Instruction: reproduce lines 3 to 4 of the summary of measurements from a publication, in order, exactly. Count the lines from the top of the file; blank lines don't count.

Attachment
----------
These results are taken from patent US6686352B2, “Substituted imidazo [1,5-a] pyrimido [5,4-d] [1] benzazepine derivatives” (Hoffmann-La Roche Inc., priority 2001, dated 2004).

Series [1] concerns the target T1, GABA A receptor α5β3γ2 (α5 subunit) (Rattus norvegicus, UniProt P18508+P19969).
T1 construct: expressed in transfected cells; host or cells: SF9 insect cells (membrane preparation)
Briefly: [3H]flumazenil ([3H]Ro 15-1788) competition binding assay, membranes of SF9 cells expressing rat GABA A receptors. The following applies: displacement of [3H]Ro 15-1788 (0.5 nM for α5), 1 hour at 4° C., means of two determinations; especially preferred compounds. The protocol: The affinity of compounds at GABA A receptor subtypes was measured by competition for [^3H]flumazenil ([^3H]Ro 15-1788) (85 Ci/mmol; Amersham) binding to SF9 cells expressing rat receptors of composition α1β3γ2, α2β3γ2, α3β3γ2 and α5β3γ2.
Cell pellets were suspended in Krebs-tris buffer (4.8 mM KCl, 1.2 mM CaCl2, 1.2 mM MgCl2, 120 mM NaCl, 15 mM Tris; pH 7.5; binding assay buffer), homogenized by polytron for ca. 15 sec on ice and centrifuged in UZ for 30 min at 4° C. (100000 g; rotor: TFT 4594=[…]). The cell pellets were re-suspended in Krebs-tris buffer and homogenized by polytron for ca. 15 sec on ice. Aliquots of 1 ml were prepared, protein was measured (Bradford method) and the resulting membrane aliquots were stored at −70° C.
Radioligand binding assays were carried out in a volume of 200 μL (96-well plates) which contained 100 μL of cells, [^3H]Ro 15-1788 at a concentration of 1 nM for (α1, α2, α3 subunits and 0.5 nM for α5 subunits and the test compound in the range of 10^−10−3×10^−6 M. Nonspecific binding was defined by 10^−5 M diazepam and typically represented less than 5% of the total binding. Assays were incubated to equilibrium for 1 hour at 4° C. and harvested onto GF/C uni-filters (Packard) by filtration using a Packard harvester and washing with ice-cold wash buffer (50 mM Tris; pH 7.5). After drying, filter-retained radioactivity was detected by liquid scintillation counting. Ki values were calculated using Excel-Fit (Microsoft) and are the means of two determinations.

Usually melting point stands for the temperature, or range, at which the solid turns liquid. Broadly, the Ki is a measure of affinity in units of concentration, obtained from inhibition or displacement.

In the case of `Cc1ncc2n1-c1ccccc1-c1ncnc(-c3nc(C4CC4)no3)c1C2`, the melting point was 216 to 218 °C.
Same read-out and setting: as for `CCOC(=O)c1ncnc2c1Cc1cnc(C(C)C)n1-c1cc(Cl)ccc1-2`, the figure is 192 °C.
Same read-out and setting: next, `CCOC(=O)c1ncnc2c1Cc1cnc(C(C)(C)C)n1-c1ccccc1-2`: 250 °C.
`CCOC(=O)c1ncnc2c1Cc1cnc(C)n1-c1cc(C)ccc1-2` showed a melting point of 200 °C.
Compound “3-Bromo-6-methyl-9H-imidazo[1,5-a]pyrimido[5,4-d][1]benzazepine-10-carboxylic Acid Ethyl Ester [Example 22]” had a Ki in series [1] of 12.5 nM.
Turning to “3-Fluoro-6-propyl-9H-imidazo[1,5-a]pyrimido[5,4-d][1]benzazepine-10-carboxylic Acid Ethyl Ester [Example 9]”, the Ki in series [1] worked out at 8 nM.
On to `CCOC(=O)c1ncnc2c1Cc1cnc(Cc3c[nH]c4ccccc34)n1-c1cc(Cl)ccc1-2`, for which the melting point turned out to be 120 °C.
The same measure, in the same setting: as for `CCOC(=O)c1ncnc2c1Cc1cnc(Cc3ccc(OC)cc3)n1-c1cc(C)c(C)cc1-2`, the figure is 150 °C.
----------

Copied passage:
T1 construct: expressed in transfected cells; host or cells: SF9 insect cells (membrane preparation)
Briefly: [3H]flumazenil ([3H]Ro 15-1788) competition binding assay, membranes of SF9 cells expressing rat GABA A receptors. The following applies: displacement of [3H]Ro 15-1788 (0.5 nM for α5), 1 hour at 4° C., means of two determinations; especially preferred compounds. The protocol: The affinity of compounds at GABA A receptor subtypes was measured by competition for [^3H]flumazenil ([^3H]Ro 15-1788) (85 Ci/mmol; Amersham) binding to SF9 cells expressing rat receptors of composition α1β3γ2, α2β3γ2, α3β3γ2 and α5β3γ2.